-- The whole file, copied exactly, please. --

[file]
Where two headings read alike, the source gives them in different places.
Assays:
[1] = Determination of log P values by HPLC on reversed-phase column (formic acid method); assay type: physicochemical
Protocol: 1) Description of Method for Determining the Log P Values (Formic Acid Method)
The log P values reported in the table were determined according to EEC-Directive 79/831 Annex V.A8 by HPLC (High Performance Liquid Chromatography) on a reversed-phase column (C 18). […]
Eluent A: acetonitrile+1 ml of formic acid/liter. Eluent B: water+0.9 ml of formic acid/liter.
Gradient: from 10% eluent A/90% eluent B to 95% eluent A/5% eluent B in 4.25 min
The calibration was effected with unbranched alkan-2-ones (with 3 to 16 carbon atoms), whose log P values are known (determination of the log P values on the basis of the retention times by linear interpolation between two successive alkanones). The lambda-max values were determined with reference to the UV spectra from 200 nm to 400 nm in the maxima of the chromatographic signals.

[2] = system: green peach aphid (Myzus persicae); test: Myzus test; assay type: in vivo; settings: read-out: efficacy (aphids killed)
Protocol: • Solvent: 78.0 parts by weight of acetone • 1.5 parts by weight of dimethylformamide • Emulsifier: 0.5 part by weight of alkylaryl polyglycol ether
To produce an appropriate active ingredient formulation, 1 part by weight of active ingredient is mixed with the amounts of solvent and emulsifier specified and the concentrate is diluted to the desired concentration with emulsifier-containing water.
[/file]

Where two headings read alike, the source gives them in different places.
Assays:
[1] = Determination of log P values by HPLC on reversed-phase column (formic acid method); assay type: physicochemical
Protocol: 1) Description of Method for Determining the Log P Values (Formic Acid Method)
The log P values reported in the table were determined according to EEC-Directive 79/831 Annex V.A8 by HPLC (High Performance Liquid Chromatography) on a reversed-phase column (C 18). […]
Eluent A: acetonitrile+1 ml of formic acid/liter. Eluent B: water+0.9 ml of formic acid/liter.
Gradient: from 10% eluent A/90% eluent B to 95% eluent A/5% eluent B in 4.25 min
The calibration was effected with unbranched alkan-2-ones (with 3 to 16 carbon atoms), whose log P values are known (determination of the log P values on the basis of the retention times by linear interpolation between two successive alkanones). The lambda-max values were determined with reference to the UV spectra from 200 nm to 400 nm in the maxima of the chromatographic signals.

[2] = system: green peach aphid (Myzus persicae); test: Myzus test; assay type: in vivo; settings: read-out: efficacy (aphids killed)
Protocol: • Solvent: 78.0 parts by weight of acetone • 1.5 parts by weight of dimethylformamide • Emulsifier: 0.5 part by weight of alkylaryl polyglycol ether
To produce an appropriate active ingredient formulation, 1 part by weight of active ingredient is mixed with the amounts of solvent and emulsifier specified and the concentrate is diluted to the desired concentration with emulsifier-containing water.